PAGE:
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First U.S. Combat Casualty Mourned

attacks terror Nathan Chapman funeral: Widow Renae Chapman holds her daughter, Amanda, 2, on her lap, as grandmother Rosselyn Nesteby holds Chapman's son, Brandon, 1, on her lap
AP
With a solemn tribute, family and friends bid farewell Friday to Sgt. 1st Class Nathan Chapman, the first American serviceman killed by enemy fire in Afghanistan.

"Nate was both a gifted soldier and a great guy," said Maj. John Maraia, commander of C Company in the 3rd Battalion of the 1st Special Forces Group at this sprawling Army base where Chapman spent much of his military career.

Standing near Chapman's flag-draped casket, Maraia delivered the first of several eulogies during the service attended by Chapman's wife, Renae, his family, friends and officials including Gov. Gary Locke.

A wreath of red-and-white carnations — a remembrance from the high school he attended in Ohio — was among floral tributes. Nearby were Chapman's boots, Special Forces beret and M-4 rifle.

Click Here for Complete CoverageThe 31-year-old father of two who lived in nearby Puyallup was killed Jan. 4 by small-arms fire during an ambush near Khost, a few miles from the Pakistan border. He and a CIA agent, who was wounded, had been meeting with local tribal leaders.

At a memorial service Thursday, Chapman's name was added to a granite memorial of other members of the Special Forces who have died. The ceremony was held in a small cul-de-sac that was renamed Chapman Circle in his honor.

"It deeply saddens me today, but we now have a new hero," Col. David T. Fridovich, commander of 1st Special Forces Group, told the gathering.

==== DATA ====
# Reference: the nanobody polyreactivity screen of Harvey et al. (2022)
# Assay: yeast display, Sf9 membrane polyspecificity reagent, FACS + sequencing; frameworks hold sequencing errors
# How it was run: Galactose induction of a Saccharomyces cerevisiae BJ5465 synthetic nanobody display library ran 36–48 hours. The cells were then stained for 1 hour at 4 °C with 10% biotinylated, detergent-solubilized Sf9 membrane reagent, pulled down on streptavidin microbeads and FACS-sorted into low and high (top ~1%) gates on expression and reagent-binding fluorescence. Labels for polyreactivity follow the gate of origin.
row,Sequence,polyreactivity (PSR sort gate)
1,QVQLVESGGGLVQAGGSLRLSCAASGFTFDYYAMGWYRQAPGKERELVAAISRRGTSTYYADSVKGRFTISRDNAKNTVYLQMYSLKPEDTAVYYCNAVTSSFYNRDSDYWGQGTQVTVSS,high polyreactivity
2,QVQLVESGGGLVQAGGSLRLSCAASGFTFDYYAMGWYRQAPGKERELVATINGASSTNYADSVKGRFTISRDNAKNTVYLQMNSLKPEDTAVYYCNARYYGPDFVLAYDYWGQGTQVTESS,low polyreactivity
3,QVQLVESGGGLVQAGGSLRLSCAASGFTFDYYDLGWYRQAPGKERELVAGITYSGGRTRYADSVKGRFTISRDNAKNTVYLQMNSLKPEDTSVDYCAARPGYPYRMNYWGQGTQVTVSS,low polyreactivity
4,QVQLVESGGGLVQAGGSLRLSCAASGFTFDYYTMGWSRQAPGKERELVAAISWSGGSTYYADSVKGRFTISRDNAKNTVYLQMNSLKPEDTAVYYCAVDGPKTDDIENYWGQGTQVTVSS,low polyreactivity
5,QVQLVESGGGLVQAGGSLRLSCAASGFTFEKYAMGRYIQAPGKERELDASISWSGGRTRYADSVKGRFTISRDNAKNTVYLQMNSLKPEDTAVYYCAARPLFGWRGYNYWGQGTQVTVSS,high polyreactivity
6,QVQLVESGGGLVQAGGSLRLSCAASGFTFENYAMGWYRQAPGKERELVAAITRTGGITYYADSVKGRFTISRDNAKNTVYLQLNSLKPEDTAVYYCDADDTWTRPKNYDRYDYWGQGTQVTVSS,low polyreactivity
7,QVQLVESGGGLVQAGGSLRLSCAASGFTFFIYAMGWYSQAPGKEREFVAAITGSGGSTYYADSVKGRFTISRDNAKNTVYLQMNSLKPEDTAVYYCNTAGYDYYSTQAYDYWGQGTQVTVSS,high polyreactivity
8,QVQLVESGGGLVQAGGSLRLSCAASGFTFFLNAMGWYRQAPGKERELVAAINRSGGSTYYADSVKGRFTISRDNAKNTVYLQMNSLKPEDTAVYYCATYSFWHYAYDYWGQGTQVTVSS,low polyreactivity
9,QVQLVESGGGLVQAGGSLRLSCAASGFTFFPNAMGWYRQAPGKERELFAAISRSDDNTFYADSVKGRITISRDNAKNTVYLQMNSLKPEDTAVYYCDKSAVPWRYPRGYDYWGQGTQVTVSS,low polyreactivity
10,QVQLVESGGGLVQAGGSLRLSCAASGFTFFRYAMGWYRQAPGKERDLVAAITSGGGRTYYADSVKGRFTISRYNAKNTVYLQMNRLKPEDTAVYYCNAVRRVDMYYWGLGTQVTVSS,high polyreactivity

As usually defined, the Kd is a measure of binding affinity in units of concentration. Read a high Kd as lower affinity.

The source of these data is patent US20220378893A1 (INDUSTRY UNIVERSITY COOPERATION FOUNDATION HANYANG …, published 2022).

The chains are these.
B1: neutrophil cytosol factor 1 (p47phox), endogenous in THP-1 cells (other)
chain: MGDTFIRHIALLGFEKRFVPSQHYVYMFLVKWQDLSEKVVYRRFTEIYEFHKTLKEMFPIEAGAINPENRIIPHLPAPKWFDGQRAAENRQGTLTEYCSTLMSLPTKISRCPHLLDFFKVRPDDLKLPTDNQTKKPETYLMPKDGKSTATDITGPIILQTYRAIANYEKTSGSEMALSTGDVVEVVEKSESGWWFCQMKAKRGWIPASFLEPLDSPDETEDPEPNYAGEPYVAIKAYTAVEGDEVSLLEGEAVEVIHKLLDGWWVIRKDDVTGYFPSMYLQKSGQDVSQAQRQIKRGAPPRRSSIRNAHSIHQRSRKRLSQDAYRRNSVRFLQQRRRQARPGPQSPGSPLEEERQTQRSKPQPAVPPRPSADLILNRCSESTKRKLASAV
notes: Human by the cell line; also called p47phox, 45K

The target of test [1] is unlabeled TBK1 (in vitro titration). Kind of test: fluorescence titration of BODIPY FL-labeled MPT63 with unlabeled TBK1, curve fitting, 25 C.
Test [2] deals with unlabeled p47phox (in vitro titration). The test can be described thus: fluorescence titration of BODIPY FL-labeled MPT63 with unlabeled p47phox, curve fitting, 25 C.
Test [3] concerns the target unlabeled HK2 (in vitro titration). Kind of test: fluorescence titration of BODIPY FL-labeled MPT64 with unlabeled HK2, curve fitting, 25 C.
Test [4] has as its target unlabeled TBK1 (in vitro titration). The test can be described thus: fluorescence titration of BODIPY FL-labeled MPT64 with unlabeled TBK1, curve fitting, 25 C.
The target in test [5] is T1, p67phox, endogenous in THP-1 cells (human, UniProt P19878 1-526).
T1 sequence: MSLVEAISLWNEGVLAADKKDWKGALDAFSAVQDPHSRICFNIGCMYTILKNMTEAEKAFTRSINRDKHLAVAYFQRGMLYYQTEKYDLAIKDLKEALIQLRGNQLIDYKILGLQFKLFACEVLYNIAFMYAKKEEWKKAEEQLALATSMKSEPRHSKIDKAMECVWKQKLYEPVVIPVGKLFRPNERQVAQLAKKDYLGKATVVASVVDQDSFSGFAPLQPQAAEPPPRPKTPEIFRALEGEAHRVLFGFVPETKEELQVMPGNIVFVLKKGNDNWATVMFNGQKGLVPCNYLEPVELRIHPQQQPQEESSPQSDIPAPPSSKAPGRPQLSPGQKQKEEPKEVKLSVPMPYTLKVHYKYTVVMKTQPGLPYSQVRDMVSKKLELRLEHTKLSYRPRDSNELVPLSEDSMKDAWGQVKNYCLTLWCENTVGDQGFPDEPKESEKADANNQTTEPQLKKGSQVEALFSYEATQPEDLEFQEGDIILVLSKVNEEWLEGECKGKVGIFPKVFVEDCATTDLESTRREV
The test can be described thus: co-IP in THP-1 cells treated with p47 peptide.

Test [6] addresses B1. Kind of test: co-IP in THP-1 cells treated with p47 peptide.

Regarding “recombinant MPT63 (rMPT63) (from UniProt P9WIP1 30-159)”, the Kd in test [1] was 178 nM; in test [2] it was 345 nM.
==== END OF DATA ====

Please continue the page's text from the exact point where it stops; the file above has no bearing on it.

Renae Chapman also accepted the combat infantryman's badge, the Purple Heart and a Bronze Star with valor on behalf of her husband. She held back tears as her 2-year-old daughter sat, wrapped in a blanket, on her lap.

Fridovich said Chapman eagerly answered the call to serve in Afghanistan.

"Try and remember not where you were on Sept. 11, but how you felt," Fridovich told mourners. "Here, as in other U.S. military units, we reflected the same emotions as the rest of America, but almost immediately began to ask the following: What do you want us to do and where do you want us to go to begin to fix this problem?

"By envisioning this, you begin to understand the motivation that drives men such as Nathan Chapman."

Chapman was a Green Beret communications specialist who parachuted into Panama during the U.S. invasion there and served in Haiti and the Gulf War.

He graduated from Special Forces school at Fort Bragg, N.C., and spent most of his career at Fort Lewis, where he was assigned to the 1st Special Forces Group. Following the Sept. 11 attacks, he was reassigned to the 5th Special Forces Group at Fort Campbell, Ky.

Chapman was born at Andrews Air Force Base, Md. His father, who retired after 21 years in the Air Force, said he didn't know his son was interested in a military career until he joined the Army upon his 1988 graduation from high school in Centervile, Ohio.

Chapman's parents, Will and Lynn Chapman of Georgetown, Texas, left home to comfort Chapman's widow and children, 2-year-old Amanda, and 1-year-old Brandon.

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